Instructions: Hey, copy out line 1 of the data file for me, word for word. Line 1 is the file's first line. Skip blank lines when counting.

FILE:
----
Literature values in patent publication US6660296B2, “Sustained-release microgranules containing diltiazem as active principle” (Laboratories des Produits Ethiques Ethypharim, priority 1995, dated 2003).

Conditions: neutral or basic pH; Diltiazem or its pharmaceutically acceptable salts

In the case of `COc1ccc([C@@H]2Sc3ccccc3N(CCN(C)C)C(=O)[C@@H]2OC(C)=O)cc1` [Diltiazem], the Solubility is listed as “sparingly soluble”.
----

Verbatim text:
Literature values in patent publication US6660296B2, “Sustained-release microgranules containing diltiazem as active principle” (Laboratories des Produits Ethiques Ethypharim, priority 1995, dated 2003).